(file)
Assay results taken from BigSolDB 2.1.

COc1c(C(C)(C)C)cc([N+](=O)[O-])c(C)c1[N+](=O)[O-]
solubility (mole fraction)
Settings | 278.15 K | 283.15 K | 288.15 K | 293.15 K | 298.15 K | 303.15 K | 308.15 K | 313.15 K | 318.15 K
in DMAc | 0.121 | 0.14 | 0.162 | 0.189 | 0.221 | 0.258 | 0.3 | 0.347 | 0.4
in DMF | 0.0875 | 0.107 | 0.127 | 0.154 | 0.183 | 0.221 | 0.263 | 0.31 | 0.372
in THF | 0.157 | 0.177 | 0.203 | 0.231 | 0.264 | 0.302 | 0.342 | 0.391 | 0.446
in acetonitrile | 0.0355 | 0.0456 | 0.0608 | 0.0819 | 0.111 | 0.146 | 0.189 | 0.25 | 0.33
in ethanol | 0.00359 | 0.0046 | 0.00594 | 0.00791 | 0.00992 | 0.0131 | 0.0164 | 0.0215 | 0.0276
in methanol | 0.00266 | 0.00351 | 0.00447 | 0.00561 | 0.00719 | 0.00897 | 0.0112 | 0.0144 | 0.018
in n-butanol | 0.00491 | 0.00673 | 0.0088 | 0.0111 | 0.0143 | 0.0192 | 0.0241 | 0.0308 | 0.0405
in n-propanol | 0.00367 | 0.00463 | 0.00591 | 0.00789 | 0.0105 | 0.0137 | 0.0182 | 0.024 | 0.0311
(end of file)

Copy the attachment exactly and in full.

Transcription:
Assay results taken from BigSolDB 2.1.

COc1c(C(C)(C)C)cc([N+](=O)[O-])c(C)c1[N+](=O)[O-]
solubility (mole fraction)
Settings | 278.15 K | 283.15 K | 288.15 K | 293.15 K | 298.15 K | 303.15 K | 308.15 K | 313.15 K | 318.15 K
in DMAc | 0.121 | 0.14 | 0.162 | 0.189 | 0.221 | 0.258 | 0.3 | 0.347 | 0.4
in DMF | 0.0875 | 0.107 | 0.127 | 0.154 | 0.183 | 0.221 | 0.263 | 0.31 | 0.372
in THF | 0.157 | 0.177 | 0.203 | 0.231 | 0.264 | 0.302 | 0.342 | 0.391 | 0.446
in acetonitrile | 0.0355 | 0.0456 | 0.0608 | 0.0819 | 0.111 | 0.146 | 0.189 | 0.25 | 0.33
in ethanol | 0.00359 | 0.0046 | 0.00594 | 0.00791 | 0.00992 | 0.0131 | 0.0164 | 0.0215 | 0.0276
in methanol | 0.00266 | 0.00351 | 0.00447 | 0.00561 | 0.00719 | 0.00897 | 0.0112 | 0.0144 | 0.018
in n-butanol | 0.00491 | 0.00673 | 0.0088 | 0.0111 | 0.0143 | 0.0192 | 0.0241 | 0.0308 | 0.0405
in n-propanol | 0.00367 | 0.00463 | 0.00591 | 0.00789 | 0.0105 | 0.0137 | 0.0182 | 0.024 | 0.0311